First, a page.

Low clearance driveline house
Low lying actuator – small dig seen to the actuator

Another difficulty observed because of this low driveline was that it connected to a low lying actuator which has risk of inundation of poorly draining soils like clays. V-drains were again suggested to handle this situation.

  1. Driveline slip due to slotted joints

In the same location, the driveline was connected directly to the torque struts of all the rows via a “true” pin, which allows relative rotation between the strut and the driveline. The driveline is supposed to act as a rigid member to rotate all the torque struts identically. Since a single driveline is not possible for the entire array, the driveline is broken into segments and connected.

Note that giving slots for this connection along the driveline is a major gamble. Slotted joints often slip and can result in improper operation of the whole tracker block. The motion of the driveline may not be translated correctly to the rotation of the subsequent torque struts. In this case, slotted bolts can be welded and a permanent connection created.

Welded driverline
Slotted driverline
  1. Badly formulated Purlin to Torque Tube connection

Purlin should be rigidly connected to the torque tube such that the torque tube can achieve rigid rotation of the Purlins and eventually the panels.

The connection was found to be badly articulated and resulted in tearing and enlargement of the purlin hole, thus resulting in a “wobble” of the purlin on the tube. This could prove catastrophic for the tracker, for any appreciable wind speed above 60 mph as there will be galloping or flutter of the panels+purlins, similar to a flag on a post, thus causing irreparable damage to the PV module.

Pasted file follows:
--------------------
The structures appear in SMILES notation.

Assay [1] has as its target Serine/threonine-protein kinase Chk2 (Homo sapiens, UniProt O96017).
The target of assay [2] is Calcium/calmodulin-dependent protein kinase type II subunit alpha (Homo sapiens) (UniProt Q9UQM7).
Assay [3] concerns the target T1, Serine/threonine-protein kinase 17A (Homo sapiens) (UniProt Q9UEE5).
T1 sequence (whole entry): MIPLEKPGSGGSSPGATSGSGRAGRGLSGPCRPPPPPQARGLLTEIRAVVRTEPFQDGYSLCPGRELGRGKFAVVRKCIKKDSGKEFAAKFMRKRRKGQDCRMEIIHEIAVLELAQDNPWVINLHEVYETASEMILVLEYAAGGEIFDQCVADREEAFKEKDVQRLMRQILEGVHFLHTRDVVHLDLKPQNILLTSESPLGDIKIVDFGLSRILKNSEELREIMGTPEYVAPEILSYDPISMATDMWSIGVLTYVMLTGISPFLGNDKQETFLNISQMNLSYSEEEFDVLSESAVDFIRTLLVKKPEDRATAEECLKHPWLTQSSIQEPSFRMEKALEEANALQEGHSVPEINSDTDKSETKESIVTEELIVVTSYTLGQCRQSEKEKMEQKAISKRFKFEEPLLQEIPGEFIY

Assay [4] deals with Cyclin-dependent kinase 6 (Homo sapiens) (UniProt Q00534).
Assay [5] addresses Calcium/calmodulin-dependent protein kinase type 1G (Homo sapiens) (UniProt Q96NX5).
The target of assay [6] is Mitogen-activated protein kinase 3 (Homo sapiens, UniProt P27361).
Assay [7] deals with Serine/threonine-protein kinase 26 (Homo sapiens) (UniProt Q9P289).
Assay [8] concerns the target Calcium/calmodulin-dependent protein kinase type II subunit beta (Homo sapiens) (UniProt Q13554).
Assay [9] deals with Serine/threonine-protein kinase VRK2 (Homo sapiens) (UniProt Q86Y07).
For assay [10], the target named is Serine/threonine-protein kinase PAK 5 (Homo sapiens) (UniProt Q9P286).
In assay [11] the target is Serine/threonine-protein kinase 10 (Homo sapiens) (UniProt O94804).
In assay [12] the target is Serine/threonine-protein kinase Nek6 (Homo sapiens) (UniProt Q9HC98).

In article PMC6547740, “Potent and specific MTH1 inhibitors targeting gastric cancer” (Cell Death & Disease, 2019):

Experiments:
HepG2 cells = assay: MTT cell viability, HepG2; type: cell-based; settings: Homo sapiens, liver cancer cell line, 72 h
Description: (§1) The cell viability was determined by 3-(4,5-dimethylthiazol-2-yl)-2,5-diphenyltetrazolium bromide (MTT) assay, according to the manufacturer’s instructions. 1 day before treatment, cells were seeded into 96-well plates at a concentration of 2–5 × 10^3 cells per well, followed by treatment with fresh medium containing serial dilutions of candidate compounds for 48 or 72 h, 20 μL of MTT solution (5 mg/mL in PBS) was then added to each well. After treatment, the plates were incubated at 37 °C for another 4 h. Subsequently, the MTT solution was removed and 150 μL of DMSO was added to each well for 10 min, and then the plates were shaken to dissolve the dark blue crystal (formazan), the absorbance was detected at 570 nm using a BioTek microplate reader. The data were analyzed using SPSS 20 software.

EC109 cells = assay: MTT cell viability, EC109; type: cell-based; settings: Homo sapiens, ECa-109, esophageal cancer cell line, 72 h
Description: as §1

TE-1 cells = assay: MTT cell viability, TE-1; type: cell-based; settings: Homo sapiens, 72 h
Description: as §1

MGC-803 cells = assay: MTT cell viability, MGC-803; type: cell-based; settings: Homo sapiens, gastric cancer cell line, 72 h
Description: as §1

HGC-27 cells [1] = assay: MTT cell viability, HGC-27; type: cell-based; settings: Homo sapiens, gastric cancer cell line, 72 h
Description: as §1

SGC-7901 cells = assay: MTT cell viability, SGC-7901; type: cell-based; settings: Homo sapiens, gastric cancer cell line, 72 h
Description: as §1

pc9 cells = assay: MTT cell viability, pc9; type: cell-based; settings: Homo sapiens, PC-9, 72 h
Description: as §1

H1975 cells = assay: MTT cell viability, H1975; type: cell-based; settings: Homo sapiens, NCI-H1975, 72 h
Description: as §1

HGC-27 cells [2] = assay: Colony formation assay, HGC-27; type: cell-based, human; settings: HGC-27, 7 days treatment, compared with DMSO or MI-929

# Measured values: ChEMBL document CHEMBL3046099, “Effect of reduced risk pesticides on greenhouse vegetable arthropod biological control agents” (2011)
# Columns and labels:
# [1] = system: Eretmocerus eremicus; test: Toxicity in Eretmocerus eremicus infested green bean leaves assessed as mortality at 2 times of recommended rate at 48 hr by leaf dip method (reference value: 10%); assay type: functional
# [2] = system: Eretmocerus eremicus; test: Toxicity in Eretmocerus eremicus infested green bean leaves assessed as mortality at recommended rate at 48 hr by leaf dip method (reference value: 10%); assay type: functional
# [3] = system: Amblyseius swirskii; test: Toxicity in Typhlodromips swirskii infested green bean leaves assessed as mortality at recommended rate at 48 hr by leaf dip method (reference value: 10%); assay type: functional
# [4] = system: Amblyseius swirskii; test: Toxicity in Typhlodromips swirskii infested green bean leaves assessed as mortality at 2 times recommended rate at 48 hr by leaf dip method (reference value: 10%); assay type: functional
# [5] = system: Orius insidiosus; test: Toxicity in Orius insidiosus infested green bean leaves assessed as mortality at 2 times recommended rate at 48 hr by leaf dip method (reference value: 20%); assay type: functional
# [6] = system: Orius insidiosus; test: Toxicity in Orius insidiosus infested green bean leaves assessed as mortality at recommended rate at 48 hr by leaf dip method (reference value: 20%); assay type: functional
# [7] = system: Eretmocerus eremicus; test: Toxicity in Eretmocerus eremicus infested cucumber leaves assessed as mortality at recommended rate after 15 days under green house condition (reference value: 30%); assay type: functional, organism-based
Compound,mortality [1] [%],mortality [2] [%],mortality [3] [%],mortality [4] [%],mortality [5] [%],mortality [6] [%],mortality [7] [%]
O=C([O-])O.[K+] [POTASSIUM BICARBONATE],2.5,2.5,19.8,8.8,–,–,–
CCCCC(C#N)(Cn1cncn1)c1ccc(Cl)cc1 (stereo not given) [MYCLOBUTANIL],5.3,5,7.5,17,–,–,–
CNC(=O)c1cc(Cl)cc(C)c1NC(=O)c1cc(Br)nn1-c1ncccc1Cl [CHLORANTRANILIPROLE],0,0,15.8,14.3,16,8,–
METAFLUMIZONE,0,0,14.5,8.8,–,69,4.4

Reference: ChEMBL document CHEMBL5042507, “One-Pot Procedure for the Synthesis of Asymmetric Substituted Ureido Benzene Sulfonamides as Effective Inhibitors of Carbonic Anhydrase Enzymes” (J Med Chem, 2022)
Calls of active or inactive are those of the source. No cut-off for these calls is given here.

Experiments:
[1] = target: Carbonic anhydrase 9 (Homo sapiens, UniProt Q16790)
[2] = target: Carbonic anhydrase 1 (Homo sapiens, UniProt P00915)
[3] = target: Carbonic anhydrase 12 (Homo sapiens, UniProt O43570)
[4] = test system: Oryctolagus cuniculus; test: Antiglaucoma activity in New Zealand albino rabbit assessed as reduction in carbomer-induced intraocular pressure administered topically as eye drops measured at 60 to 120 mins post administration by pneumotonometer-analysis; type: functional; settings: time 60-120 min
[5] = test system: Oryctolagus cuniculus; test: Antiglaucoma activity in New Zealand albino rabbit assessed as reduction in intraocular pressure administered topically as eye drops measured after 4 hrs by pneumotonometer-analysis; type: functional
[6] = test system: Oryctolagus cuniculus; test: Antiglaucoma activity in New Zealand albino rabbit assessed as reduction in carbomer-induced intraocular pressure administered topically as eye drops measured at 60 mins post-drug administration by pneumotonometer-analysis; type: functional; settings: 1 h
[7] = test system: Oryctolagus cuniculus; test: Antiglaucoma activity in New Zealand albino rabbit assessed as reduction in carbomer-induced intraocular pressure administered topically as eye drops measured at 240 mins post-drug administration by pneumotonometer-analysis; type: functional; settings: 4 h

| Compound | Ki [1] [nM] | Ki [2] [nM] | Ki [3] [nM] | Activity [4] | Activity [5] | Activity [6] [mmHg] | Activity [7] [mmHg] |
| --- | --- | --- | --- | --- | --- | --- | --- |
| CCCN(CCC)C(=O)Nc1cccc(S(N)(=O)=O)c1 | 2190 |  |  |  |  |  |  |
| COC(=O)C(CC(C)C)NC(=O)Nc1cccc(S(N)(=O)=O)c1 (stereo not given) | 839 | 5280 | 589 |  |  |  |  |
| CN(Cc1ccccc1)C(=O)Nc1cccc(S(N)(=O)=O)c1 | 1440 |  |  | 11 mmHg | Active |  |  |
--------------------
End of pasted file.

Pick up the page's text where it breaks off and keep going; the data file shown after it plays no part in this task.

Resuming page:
The issue can be resolved by fortifying the connection using plated or appropriate stiffening items.

  1. No scope of expansion to the modules

In a plant in Rajasthan the EPC did not provide scope for expansion to the modules. As a result, the frame of the modules started bulging because of excessive heat in the region. The moisture started penetrating within the modules and reduced insulation resistance, because of which there were repeated cases of tripping of the inverters.

The O&M team bypassed the ground fault detector/interrupter (GFDI) to prevent the tripping of inverters instead of solving the problem of insulation resistance and module expansion. By-passing GFDI further led to excessive potential induced degradation (PID) in the plant leading to power loss.

  1. Construction of a site on the basin of a salt lake

On another site in Rajasthan located on the basin of a salt lake, the structures had high levels of corrosion due to the highly corrosive nature of the soil and the hollow design of columns. Water collection inside the hollow columns further corroded the structure from inside.

This can be rectified by repainting the structures with epoxy zinc coating to slow down the corrosion. The use of water for module cleaning provided moisture that accelerated the rate of corrosion. In such a case the frequency of water-based cleaning can be reduced to once in a month.

Apart from this, structures can be cleaned using low-power air-blasts to remove salt and soil deposits. To overcome the problem of waterlogging, drain holes can be created at the bottom of the structure.

Soil with high salt content damages MMS foundation

PV Diagnostics is a team of IIT Bombay graduates who are experts in diagnostics of solar power plants, quality control of modules for newly commissioned solar power plants and freshly procured modules. It provides end-to-end health check-up of solar power plants.

 

The views and opinions expressed in this article are the author’s own, and do not necessarily reflect those held by pv magazine.